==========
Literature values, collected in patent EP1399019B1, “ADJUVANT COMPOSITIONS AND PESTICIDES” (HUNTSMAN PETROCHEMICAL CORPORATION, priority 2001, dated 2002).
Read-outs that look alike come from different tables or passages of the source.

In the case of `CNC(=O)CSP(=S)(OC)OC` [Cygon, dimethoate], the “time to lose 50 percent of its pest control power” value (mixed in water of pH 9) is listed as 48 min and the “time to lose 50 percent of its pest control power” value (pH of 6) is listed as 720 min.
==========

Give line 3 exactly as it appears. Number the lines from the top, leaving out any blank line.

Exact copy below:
In the case of `CNC(=O)CSP(=S)(OC)OC` [Cygon, dimethoate], the “time to lose 50 percent of its pest control power” value (mixed in water of pH 9) is listed as 48 min and the “time to lose 50 percent of its pest control power” value (pH of 6) is listed as 720 min.